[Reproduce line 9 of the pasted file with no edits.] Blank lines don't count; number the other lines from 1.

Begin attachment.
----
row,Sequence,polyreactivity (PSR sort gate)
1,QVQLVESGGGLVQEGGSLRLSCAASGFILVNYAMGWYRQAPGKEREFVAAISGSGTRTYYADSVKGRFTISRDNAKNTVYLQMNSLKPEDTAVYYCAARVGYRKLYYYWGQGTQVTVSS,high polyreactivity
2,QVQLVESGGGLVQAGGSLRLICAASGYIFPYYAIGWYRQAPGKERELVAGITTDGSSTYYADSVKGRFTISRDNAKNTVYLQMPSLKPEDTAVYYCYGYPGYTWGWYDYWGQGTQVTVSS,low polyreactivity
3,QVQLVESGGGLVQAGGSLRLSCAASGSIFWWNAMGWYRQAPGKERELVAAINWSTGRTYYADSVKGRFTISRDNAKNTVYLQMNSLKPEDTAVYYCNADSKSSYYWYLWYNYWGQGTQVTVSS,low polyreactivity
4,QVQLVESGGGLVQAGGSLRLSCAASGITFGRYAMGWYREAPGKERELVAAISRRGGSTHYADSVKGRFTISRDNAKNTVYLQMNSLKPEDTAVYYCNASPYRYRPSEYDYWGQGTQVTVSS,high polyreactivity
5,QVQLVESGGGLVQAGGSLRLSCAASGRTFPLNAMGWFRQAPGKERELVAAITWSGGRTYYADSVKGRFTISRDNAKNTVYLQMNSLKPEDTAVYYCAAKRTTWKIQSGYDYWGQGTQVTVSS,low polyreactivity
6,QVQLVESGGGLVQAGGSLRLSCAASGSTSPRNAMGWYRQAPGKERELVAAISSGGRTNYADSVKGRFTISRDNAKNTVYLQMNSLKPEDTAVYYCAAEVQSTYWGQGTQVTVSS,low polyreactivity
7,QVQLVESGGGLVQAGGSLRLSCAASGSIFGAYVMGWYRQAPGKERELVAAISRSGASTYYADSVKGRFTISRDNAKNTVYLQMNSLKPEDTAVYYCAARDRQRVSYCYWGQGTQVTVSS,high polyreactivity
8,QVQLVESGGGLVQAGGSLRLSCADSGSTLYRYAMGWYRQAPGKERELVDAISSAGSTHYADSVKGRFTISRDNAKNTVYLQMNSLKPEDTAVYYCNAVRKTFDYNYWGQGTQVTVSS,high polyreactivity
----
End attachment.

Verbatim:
8,QVQLVESGGGLVQAGGSLRLSCADSGSTLYRYAMGWYRQAPGKERELVDAISSAGSTHYADSVKGRFTISRDNAKNTVYLQMNSLKPEDTAVYYCNAVRKTFDYNYWGQGTQVTVSS,high polyreactivity